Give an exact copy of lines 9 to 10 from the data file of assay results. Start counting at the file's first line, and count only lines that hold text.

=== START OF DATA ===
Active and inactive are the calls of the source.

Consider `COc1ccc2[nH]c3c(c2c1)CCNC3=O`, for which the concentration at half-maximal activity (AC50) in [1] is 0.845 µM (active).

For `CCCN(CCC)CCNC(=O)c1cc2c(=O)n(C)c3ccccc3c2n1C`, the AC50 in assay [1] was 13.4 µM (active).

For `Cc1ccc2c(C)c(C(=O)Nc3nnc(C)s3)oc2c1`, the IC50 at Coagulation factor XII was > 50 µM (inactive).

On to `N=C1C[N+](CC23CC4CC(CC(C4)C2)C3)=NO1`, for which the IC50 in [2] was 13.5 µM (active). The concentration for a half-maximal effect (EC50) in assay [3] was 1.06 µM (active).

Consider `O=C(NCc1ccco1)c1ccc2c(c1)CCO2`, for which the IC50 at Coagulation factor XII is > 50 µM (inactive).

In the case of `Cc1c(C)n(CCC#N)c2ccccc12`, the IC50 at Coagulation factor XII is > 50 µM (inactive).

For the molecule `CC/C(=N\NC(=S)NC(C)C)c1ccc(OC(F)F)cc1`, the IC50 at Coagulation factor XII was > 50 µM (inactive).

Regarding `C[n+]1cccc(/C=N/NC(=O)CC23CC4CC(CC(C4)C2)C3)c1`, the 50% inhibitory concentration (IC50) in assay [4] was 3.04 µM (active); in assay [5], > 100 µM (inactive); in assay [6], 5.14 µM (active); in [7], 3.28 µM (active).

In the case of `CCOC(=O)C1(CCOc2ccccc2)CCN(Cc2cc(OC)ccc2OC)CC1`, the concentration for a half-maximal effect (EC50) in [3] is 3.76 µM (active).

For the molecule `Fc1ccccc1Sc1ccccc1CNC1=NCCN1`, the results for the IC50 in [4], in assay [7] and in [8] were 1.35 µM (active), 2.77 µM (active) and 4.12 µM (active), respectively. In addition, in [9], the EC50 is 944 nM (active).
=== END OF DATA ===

Regarding `C[n+]1cccc(/C=N/NC(=O)CC23CC4CC(CC(C4)C2)C3)c1`, the 50% inhibitory concentration (IC50) in assay [4] was 3.04 µM (active); in assay [5], > 100 µM (inactive); in assay [6], 5.14 µM (active); in [7], 3.28 µM (active).

In the case of `CCOC(=O)C1(CCOc2ccccc2)CCN(Cc2cc(OC)ccc2OC)CC1`, the concentration for a half-maximal effect (EC50) in [3] is 3.76 µM (active).